Check out the online options

Bosses of a new supermarket price-comparison website hope supermarket sweep will soon become supermarket click, as more of us shop online.

A new online supermarket price-checker aimed at helping people get the best deals was launched yesterday. JULES STEVENS swapped a trolley for a mouse, and found out that Norfolk could be left behind by the online shopping revolution - leaving people with no real shopping choice at all.


Bosses of a new supermarket price-comparison website hope supermarket sweep will soon become supermarket click, as more of us shop online.

And with many rural stores under threat, as plans announced by the government to close post offices could make them unsustainable, we are being told to “move with the times” and embrace online shopping as the future.

But while the website shows the difference in cost between four leading supermarkets, the majority of people in rural Norfolk only have access to one - the ubiquitous Tesco.

Only a handful of areas, including Norwich, with both Sainsbury and Asda providing an online delivery service, and Yarmouth, which also has a Sainsbury's outlet, has a choice of other suppliers.

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It is being seen as another blow for rural communities, as lack of facilities make them increasingly isolated and difficult places for the elderly and people without transport to live.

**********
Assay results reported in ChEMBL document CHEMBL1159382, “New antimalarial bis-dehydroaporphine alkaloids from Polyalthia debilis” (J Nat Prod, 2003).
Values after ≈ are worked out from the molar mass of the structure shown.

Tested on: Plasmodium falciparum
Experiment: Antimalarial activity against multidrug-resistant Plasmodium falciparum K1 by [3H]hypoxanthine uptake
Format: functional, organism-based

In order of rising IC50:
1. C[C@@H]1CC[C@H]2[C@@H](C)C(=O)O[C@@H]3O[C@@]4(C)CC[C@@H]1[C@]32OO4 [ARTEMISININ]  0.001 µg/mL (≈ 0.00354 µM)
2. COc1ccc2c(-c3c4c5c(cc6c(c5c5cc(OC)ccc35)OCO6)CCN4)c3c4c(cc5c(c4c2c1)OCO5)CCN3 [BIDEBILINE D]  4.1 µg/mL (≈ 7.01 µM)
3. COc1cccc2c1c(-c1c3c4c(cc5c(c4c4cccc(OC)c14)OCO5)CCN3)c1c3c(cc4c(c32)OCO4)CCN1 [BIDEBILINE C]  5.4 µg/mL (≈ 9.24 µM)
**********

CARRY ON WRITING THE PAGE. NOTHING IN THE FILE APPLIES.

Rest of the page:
Geoffrey Leigh, development manager for the Norfolk Rural Community Council (NRCC), warned that if even more was spent at supermarkets, it could destroy local communities, as money drained away from them.

And he said: “A significant proportion of the population does not have a computer at home and for them there would be no choice.”

Even if Norfolk had the full complement of supermarket delivery services to choose from, he said, a survey done for the NRCC showed that, contrary to popular belief, village stores were cheaper.

He added: “If Tesco is the only one that is available to online shoppers, then it is merely continuing its monopoly in the food market in Norfolk, which is not good for the consumer.”

A spokesperson for Tesco said last night that people were interested in convenience and service, saying: “There are plenty of examples of shops of all types and sizes doing well by responding to customers changing needs.”

And he said: “It is the same for all retailers.”

The website showed that there were a range of prices between Tesco, Sainsbury, Asda and Ocado. Asda emerged as the cheapest option by £1.70 when ten common provisions were put in the online shopping basket.

It charged £21.54 for the products, which included Birdseye fishfingers, Hellman's mayonnaise, a golden delicious apple, a loaf of Hovis bread, and Kellogg's Cornflakes.

Ocado was the most expensive at £23.24, with Tesco costing £22.25, and Sainsbury coming in at just a penny more. The website usefully showed which products were on special offer at which supermarket, but it could only compare brands that all the supermarkets sold.

Own-range brands, which make up most of the weekly shop, including milk and meat, could not be matched up.